The second of the three shows to be performed by the final year acting students at the University of Northampton this year is Road, Jim Cartwright’s highly praised 1986 play about the lives of people on one road in an unnamed town during the Thatcher years. Directed by Séan Aydon, we’re led by our narrator Scullery, who introduces us to various houses and locations in the road to meet the locals, observe their lives, share their laughter and their tears. I’d never seen this play before so I was particularly looking forward to seeing whether it merits its reputation and if it has stayed relevant today.
This is very hard to assess because I’m afraid the play did absolutely nothing for me on a personal level. We get little snippets of people’s lives but hardly any insight into anyone’s progression, so there’s no sense of development and the play feels very static. Those characters that we do meet more than once, at the end of one long hard night, haven’t really gone anywhere. Scullery is the same optimistic cheeky soul at the end of the evening as at the beginning. Old Jerry is still padding around in his slippers, dreaming of his lost love. The girls who have gone out early evening to get wrecked have successfully got wrecked at the end of the night – no surprise there. Eddie and Brink go to the pub and come back with Carol and Linda, although their evening ends on a surreal note – as does the play.
The one time that the play does soar is when it goes out of time-synch and shows us what Scullery portentously calls The Story of Joey – a likeable lad who has locked himself away, descending into depression, refusing to eat, or come out of his room, and his friend Clare who joins him and stays because she loves him. It feels genuinely tragic; and when, fourteen days of self-starvation later, they come to take their bodies away you get an enormous sense of wasted life. The scene was also enhanced by having what was probably the best two performances in the play, with Jimmy Ericson as the frustrated and furious Joey, and Liz Millward as the sad and supportive Clare.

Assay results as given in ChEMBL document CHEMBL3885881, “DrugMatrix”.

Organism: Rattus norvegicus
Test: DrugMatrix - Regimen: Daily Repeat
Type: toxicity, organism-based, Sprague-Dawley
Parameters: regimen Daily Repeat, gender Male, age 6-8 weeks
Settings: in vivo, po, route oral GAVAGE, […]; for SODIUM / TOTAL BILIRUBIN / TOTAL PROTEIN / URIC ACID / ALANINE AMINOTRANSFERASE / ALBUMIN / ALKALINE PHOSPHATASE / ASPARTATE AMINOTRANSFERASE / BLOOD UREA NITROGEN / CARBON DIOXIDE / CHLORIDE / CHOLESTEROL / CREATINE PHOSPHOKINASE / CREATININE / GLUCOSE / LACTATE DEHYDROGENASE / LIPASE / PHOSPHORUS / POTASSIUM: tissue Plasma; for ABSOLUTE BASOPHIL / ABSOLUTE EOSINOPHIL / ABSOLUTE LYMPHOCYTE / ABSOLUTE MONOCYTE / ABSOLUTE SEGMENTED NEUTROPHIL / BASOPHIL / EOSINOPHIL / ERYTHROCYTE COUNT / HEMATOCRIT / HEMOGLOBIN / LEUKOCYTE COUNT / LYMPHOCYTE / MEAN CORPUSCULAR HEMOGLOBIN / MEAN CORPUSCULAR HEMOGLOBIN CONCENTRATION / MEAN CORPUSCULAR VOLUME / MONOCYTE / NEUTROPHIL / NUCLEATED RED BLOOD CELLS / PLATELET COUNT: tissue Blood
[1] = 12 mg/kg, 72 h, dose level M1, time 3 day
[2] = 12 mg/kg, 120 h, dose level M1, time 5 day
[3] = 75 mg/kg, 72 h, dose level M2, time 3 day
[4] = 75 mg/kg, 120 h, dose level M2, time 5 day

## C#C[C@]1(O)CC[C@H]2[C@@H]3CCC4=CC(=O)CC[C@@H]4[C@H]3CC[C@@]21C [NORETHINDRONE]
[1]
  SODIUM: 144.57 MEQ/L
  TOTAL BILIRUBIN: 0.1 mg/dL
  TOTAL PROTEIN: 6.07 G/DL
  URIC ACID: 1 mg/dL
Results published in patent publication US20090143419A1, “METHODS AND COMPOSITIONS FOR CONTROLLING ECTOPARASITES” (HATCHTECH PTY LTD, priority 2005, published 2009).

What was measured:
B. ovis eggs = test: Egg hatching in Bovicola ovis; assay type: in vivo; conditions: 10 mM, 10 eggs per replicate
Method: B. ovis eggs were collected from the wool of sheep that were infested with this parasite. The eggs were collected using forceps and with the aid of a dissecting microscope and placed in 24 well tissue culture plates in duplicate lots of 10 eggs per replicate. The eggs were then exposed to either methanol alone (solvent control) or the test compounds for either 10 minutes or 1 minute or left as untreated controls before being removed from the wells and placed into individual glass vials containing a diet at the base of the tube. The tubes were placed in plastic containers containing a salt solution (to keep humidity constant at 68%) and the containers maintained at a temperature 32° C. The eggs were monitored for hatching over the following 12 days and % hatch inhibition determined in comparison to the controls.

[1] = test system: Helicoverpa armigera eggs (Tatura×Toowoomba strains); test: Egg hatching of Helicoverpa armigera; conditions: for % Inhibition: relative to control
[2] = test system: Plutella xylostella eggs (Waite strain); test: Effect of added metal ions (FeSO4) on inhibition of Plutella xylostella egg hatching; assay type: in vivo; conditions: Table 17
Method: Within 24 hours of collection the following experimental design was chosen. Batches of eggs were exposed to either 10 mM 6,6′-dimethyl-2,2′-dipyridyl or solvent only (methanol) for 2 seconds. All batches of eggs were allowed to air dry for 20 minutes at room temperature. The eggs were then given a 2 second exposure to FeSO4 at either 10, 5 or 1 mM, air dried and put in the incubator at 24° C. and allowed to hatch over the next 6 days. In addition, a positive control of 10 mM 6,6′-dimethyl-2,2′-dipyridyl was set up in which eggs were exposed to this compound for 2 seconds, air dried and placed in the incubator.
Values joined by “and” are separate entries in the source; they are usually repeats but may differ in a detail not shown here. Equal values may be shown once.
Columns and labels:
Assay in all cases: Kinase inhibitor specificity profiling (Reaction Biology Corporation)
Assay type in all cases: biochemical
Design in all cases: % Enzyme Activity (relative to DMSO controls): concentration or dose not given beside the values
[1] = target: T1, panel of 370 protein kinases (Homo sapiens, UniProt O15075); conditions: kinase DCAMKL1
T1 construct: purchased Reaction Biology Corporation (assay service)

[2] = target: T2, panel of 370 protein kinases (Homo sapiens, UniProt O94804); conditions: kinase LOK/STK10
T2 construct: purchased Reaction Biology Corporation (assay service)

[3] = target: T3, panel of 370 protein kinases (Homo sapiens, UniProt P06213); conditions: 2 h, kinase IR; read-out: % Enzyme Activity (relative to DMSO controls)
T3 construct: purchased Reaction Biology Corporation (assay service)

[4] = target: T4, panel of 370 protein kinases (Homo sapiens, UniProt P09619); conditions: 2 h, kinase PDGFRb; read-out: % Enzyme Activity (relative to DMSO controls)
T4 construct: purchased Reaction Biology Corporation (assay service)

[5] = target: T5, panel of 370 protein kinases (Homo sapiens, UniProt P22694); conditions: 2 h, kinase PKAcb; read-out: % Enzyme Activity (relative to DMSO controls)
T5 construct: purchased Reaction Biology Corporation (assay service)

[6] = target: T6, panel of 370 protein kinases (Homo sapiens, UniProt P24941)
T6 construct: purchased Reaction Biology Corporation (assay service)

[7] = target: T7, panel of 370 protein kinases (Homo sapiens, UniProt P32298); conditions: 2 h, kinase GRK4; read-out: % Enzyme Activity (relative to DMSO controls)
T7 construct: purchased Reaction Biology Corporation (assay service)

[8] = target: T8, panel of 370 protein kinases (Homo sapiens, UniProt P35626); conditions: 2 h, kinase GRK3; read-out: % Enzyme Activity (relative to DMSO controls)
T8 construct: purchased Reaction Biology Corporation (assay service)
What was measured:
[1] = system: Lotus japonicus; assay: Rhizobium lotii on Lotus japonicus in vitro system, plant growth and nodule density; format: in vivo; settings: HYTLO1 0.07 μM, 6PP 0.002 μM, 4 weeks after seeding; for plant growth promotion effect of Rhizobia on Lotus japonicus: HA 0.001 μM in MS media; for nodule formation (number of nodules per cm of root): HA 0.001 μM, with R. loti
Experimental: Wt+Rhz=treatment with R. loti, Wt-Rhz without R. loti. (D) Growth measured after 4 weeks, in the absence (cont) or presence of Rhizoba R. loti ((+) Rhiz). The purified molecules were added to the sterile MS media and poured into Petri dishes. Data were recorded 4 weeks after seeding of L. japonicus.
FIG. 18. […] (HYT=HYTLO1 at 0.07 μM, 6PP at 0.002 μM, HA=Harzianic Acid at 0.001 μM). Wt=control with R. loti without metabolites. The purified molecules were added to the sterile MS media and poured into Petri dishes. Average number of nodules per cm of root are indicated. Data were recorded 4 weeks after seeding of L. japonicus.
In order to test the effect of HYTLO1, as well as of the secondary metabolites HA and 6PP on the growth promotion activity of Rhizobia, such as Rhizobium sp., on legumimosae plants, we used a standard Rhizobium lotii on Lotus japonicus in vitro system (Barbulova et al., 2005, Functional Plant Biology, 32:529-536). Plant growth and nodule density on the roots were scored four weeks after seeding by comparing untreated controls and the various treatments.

The play also feels very uneven because there are several very short scenes and a couple of inordinately long ones. In the final, very long, scene, Eddie and Brink attempt to get the girls very drunk, which then turns into three minutes of character silence – nothingness really – whilst they dance, at first inanely then later recklessly, to a record on the turntable – and that whole experience seems to turn them all into amateur philosophers. I’m afraid it felt disappointingly pretentious. As some of the other residents of the road come out to gaze affectionately at the young people and the lights go down, we were wondering what significant thing it was that everyone else understood but we missed.
True, there were some more good performances there, with Liz Millward again as Linda, Miclaire Nkoy excellent as Carol, Shane McCormack as Eddie and, with a very subtly threatening performance, Elliot Andrew-Murray as Brink. Mr Andrew-Murray also turned in a very confident and strongly performed vignette earlier as the meditating Skin-Lad. Other performances I enjoyed came from Elliot Innes as the rather wacky Professor and the aggressive Barry, Dana Sergejevo in a number of roles, but best as the rather plastered lady trying to seduce the drunk soldier (another very good performance by Jimmy Ericson) and Ida Sade as the combative Brenda.
It’s a tough play to keep the energy levels up, because some scenes feel very slight in comparison with others. There were a few times when it sagged, and it occasionally annoyed me by what I felt was a shallowness; we only scratched the surface of these people’s lives and often what we saw made us more confused about who they were rather than enlightened us. Nevertheless, the cast made a good job of conveying the seedier and more depressing aspects of 1980s life, and I only wish I could have seen them perform something that would have allowed their talents a greater opportunity to shine through!